– Muhammad Yunus, Founder of Grameen Bank and the man who made micro-lending a worldwide phenomenon to combat global poverty
Last night’s Cafe Feminino Coffee Festival at the Bagdad Theater was an eye-opening event even for this fair-trader. The debut of the documentary Strong Coffee: The Story of Cafe Feminino was the centerpiece of the evening and a powerful vehicle to tell the story of this effective organization.
The power of fair trade is becoming more broadly understood. Coffee is the second most traded commodity in the world, second only to oil. It’s a $5 billion a year industry but less than 10% of that stays in the communities that actually grow the beans, the most labor-intensive part of your cup of joe. Most coffee farmers live on $2/ day or less. Raising coffee is back-breaking work, with little or no mechanization and all the work done by hand. Ever picked blueberries? It’s fun…for about 20 minutes. Then you start to realize how slowly your big bucket is filling with those little berries, your back starts to ache and that’s enough for today thank you very much. Picking coffee is like picking blueberries except the plants grow much taller (think small people stretching very high) and many coffee growers walk several miles to their farms each day. Exhausting!
Until fair trade and organic coffee premiums became a possibility for high-quality coffee growers, they sold their beans to coyotes, middle men who paid low, often unlivable prices per pound. Fair trade and organic premiums have given farmers worldwide a chance to break free from coyotes and moneylenders and get a fair price.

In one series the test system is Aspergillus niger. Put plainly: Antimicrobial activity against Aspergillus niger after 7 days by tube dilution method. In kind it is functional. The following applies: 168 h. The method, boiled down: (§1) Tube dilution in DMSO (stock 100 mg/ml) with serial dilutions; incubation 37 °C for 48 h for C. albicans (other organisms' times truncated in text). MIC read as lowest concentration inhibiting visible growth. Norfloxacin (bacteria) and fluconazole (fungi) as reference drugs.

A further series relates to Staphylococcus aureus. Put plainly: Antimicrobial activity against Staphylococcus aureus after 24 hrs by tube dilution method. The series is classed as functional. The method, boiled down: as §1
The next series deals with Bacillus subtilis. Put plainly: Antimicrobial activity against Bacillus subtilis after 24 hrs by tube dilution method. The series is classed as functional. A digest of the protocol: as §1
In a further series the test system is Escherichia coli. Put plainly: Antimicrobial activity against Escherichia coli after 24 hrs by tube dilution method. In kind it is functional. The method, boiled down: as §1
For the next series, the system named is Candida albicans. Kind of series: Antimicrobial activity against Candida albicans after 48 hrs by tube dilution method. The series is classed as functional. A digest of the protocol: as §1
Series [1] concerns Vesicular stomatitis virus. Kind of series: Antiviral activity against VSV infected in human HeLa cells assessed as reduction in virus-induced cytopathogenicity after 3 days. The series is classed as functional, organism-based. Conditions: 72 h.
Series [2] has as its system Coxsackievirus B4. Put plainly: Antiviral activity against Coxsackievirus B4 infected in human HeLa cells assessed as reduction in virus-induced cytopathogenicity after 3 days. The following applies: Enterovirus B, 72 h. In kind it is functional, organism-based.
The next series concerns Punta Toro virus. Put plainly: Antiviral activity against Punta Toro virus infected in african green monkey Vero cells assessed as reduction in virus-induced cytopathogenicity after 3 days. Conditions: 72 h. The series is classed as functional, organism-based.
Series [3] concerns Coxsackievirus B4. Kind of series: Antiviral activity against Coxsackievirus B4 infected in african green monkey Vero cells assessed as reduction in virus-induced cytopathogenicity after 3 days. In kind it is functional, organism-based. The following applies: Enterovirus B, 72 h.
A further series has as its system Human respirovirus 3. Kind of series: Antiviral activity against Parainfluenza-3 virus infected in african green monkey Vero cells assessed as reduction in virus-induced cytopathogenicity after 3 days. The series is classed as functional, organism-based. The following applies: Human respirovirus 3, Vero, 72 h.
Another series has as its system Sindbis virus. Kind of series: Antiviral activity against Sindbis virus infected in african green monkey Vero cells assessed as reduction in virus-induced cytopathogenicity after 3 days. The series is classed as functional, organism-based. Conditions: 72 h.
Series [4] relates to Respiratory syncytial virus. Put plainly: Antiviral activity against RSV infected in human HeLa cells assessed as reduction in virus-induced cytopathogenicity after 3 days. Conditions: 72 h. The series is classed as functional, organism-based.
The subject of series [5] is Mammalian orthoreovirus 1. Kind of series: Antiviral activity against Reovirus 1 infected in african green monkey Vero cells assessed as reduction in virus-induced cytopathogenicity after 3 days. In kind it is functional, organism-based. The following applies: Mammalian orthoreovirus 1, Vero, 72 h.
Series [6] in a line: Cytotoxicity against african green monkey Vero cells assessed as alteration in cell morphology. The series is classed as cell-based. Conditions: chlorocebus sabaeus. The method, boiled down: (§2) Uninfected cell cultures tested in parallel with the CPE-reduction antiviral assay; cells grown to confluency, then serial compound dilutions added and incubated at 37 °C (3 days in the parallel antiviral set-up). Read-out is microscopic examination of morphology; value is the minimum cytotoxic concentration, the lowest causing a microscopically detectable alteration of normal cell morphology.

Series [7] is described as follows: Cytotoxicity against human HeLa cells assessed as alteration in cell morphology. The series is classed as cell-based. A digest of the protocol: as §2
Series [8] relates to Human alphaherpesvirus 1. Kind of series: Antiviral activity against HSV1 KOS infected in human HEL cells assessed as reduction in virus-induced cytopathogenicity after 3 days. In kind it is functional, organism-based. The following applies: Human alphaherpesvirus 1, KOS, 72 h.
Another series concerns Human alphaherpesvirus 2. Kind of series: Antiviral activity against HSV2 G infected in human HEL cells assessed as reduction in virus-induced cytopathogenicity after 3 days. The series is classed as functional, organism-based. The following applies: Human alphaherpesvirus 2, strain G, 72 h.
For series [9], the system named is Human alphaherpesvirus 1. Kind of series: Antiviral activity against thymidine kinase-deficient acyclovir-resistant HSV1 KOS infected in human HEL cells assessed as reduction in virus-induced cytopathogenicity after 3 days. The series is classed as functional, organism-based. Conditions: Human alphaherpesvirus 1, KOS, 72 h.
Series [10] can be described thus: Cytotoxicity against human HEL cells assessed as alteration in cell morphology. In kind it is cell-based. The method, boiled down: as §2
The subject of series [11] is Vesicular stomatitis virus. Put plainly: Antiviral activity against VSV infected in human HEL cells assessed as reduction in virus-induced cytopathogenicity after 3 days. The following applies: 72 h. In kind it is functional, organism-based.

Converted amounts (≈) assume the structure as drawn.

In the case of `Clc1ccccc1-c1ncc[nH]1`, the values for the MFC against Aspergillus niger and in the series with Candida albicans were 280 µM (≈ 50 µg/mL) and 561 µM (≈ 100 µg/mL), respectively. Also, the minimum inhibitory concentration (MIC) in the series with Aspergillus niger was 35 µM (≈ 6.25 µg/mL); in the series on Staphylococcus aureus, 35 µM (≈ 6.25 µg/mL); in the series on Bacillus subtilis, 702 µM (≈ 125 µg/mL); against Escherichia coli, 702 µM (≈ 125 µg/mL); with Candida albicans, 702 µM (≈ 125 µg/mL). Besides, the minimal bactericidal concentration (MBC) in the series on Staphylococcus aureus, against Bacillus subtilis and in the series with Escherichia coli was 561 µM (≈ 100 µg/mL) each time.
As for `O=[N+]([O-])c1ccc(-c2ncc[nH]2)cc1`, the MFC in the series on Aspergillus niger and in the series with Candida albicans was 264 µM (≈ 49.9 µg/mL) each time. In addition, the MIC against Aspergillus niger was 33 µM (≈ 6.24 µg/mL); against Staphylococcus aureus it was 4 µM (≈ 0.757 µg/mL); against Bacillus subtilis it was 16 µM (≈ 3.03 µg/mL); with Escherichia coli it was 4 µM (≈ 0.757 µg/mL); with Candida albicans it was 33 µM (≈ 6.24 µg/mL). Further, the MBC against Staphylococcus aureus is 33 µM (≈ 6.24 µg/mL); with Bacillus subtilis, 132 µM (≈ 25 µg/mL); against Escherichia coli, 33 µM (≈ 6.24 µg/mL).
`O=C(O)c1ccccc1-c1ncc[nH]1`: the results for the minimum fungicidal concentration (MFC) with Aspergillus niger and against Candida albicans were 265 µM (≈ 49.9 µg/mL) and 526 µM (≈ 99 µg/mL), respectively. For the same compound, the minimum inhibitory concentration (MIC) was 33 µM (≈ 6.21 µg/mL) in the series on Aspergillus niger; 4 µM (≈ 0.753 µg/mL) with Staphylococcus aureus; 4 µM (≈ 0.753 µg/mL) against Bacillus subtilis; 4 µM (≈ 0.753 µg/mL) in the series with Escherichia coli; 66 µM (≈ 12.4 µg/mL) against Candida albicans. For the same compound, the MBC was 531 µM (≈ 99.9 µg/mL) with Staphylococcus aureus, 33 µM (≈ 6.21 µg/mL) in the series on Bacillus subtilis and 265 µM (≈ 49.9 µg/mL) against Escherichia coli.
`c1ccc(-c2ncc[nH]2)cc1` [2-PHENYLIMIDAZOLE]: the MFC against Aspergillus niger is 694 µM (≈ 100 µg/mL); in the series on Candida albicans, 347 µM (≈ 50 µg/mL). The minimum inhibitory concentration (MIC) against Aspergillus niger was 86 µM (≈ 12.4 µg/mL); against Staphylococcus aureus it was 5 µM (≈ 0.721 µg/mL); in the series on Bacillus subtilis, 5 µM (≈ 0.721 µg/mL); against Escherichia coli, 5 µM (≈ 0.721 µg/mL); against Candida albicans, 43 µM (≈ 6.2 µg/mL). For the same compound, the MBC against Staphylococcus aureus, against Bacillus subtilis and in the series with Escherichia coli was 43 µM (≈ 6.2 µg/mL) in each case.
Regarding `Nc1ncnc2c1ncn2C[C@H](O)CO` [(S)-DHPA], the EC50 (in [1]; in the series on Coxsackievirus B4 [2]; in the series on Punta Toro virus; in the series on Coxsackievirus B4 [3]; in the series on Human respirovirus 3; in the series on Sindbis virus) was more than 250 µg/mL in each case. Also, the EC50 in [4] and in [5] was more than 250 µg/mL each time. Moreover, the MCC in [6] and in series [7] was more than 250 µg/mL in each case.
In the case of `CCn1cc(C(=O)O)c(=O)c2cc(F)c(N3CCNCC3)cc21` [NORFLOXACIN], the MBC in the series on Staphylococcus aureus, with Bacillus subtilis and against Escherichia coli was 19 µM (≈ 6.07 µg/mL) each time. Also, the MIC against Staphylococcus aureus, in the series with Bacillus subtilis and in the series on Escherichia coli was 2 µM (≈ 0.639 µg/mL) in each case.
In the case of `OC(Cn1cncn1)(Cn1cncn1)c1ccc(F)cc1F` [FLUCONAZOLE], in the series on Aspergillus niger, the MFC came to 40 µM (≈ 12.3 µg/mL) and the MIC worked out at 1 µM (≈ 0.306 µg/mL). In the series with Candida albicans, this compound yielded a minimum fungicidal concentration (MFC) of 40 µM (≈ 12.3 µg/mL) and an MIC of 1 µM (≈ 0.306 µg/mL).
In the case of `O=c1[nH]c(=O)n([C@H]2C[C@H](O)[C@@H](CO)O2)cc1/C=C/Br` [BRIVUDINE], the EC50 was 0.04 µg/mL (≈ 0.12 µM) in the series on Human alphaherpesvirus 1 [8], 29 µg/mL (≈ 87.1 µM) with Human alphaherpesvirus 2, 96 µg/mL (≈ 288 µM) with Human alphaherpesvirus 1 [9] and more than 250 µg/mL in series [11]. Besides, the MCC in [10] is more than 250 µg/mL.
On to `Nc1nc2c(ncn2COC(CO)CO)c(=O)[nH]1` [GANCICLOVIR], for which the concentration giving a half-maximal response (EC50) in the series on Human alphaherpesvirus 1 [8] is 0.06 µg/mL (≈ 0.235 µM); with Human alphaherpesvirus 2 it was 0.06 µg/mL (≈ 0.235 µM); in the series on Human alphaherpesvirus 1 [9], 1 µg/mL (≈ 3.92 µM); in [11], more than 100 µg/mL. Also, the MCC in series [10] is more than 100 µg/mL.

The founders of Cafe Feminino, coffee importers from Vancouver, Washington, discovered that those premiums didn’t necessarily trickle down to the women and children in the families. Abuse rates remained as high in 70% in some communities they bought coffee from in Peru. So in partnership with women coffee farmers in their communities, Cafe Feminino was born with the core value of buying fair trade, organic coffee only from women coffee growers. The land has to be deeded in the woman’s name, she has to do the work on her farm and the payment for the coffee goes into her pocket.
The co-op in Peru started with 464 women the first year and now has grown to over 1000 members 5 years later. The model has expanded to other countries including Mexico, Bolivia, Dominican Republic, Nicaragua and Ethiopia. A portion of the premium paid is reinvested in community projects like books for children and health projects. Abuse rates have plummeted as the women have gained self-respect as well as value in their husbands’ eyes. Some of the women farmers are single moms, who now are able to use their incomes to send their children to school. The transformation has been quick and deep.
Cafe Feminino recognizes that the women they buy from want the same thing: respect and to have their contributions to their families and communities valued. That’s what women everywhere want. That’s what I want. That’s what the artisans I buy fair trade handicrafts from want. Now that we have certification for fair trade and organic, I’m thinking the next movement should be “certified woman-made!” That way we’d know every coffee dollar we spend is not just good to the planet and bought at a fair price but goes straight into the hands of mothers.
Cafe Feminino sells their green coffee beans to roasters all over the world but especially in the Pacific Northwest. You can find their roasted beans in Portland at coffee shops like K&F and Kobos, as well as at Trader Joe’s. I enjoyed a cup this morning and it was fabulous!